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Things To Do In Portland: Cycling The Eastside

photo by Joel Setzer

The cool crisp morning air filled my lungs as I prepared to go cycling with friends. It was late Autumn and there was still a little color left in the leaves. I could smell rain from the night before, but thankfully it was it staved off for a bit.

I didn’t own a sufficient rain jacket, and didn’t bring enough layers for the ride but I knew I’d warm up after a couple miles. This lack of winterized-cycling-garb never stopped me before. Click for some tips on how to dress in layers

I never considered myself one who looks the part of a cyclist. I’m a big guy weighing in at 220, broad shoulders and relatively tall. I’ve become comfortable standing out on the trail.

This bike ride was long overdue. A few friends and I gathered in the shadow of the Sellwood Bridge. It was the inaugural ride of what became a regular occurrence.

 

Looking across the Willamette River toward Portland.

Looking across the Willamette River toward Portland.

The Perfect Starting Point

Since this was our first ride together we played a majority of it by ear. We didn’t have a mileage goal and no one really knew where each other was at regarding pace and cadence. We were there to have fun.

Our starting point sat on the Eastern shore of the Willamette River at Sellwood Riverfront Park. It’s the perfect launching point for any cycling in Portland. No matter the season, there are plenty of options when starting out at Sellwood.

Sellwood Offers Options

Cycling West across the Sellwood Bridge lets you ride south into Lake Oswego and even further into Tigard.

Heading North you can take a trail along the East bank of the river which leads past Oaks Amusement ParkOMSI, and onward to a local architectural landmark, the Tilikum Crossing Bridge. You can West across the bridge into Downtown Portland, or keep heading North on the Eastside of the river toward North Portland.

If you stay on the Eastside, you can take the Eastbank Esplanade all the way north to the Steel bridge. Cycling farther up this route leads up a number of switchbacks, to Wheeler then Williams. You eventually find yourself heading in the achievable direction of  St. John’s and Cathedral Park.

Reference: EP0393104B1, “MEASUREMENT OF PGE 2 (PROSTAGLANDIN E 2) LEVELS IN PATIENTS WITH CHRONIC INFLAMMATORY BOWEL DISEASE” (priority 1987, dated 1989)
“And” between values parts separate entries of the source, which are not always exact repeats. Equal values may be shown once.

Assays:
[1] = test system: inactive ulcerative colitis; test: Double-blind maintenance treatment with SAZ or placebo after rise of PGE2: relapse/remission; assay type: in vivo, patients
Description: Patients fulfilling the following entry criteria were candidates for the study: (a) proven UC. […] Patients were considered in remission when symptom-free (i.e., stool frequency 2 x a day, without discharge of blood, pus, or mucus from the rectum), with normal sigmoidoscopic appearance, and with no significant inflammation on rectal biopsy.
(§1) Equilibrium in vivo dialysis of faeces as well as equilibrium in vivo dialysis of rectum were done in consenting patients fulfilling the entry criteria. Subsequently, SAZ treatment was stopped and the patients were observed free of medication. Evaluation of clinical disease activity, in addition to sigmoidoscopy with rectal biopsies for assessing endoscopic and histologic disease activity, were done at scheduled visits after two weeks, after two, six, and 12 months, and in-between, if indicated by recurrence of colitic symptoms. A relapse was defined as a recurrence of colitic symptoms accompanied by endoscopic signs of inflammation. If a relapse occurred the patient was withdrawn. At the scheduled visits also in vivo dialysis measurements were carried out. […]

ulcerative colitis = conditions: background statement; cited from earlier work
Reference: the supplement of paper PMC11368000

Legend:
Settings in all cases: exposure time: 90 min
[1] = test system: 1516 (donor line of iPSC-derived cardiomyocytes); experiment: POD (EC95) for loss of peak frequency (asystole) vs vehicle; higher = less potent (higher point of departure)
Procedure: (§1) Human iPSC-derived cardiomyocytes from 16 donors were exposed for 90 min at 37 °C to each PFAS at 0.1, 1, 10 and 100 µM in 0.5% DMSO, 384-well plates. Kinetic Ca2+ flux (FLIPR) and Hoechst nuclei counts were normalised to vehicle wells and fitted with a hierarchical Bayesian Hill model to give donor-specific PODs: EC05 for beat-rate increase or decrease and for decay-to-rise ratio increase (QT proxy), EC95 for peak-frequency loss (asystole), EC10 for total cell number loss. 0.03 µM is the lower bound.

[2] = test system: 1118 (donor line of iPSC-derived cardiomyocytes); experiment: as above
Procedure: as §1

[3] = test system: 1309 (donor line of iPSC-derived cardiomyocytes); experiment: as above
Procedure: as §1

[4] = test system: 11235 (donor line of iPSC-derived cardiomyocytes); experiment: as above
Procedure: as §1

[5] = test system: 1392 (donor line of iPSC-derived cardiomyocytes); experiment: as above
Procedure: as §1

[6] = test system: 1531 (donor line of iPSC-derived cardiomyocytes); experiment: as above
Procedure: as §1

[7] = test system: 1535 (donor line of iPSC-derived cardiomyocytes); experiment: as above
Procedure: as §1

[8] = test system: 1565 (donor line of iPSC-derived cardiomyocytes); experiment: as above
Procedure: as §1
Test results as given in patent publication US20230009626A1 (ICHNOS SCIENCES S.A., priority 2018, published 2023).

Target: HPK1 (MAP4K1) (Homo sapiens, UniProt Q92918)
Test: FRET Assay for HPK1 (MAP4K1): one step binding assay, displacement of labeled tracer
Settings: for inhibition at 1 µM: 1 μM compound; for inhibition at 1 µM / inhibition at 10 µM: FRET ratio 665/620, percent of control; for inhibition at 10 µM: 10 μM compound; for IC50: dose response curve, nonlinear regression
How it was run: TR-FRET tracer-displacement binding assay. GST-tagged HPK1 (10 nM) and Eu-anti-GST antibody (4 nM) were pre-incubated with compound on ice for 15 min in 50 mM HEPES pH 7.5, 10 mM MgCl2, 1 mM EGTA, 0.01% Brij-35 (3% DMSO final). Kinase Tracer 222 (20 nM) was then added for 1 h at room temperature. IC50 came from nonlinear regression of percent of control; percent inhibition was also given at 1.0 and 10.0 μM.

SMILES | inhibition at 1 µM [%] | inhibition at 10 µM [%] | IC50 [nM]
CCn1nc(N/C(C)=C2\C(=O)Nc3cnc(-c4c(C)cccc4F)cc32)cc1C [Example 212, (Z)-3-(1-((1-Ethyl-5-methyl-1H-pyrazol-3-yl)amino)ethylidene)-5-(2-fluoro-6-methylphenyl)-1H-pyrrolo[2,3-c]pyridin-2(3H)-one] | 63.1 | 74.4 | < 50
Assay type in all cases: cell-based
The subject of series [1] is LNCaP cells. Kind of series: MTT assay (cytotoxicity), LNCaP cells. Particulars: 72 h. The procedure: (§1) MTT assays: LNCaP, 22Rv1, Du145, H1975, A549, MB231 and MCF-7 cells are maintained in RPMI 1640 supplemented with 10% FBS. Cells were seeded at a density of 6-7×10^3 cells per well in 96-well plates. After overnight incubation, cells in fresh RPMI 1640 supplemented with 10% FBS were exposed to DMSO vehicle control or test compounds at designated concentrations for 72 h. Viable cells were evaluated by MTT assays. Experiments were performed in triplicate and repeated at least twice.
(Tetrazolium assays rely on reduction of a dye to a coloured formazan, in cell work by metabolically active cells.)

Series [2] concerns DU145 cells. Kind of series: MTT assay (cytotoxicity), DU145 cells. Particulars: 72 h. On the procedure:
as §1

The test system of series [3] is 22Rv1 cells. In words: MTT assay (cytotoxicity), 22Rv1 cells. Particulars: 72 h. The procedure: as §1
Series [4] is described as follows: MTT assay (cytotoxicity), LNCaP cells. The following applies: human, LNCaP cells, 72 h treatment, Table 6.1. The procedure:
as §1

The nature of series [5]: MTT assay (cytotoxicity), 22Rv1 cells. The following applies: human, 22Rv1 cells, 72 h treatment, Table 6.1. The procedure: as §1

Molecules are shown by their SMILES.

Our route for the day would lead us to the gothic towers of the St. Johns Bridge.

*note: just east of the Steel Bridge is BiketownPDX where you can rent bikes from $2.50 a trip to $12 a month. 

Choosing The Eastside

I’ve been an Eastside rider for the majority of my time in Portland. It seems to be more accessible. In my opinion, it has better bike-parking, better cafes, restaurants, and even bars for foodies and beer lovers alike. Let’s be real who doesn’t love good beers and/or great food? Both are a perfect counterpart to a long bike ride.

*note: A runner up to cycling the Eastside would be cycling the farm country out near Scholls between Roy Rogers and Farmington.

A Trail That Floats On The River

After we setup our bikes and prepared our bags, we clipped in and set off from Sellwood, staying on the Eastside of the river. We approached the east corridor from Oaks Bottom Wildlife Refuge and headed to the Hawthorne Bridge. There weren’t many pedestrians on the trail, which gave us free reign to move at our own pace. At one point my rear wheel caliper began to seize. We stopped so I could make an adjustment. After a quick fix, we were back on the trail.

We rode past the Vera Katz Statue, down the gangplanks and onto the floating trail of the Eastbank Esplanade. The esplanade was championed by Katz when she was Mayor of Portland.

We rode on to the Steel Bridge (it’s over one hundred years old). We rode the switchbacks up to Wheeler, past the Moda Center, and headed North on Washington.

*note:  if you ride on the cracks on the gangplanks you won’t make a sound headed up or down

Fist Bump

Some light hearted graffiti along the way.

Avoiding Downtown Portland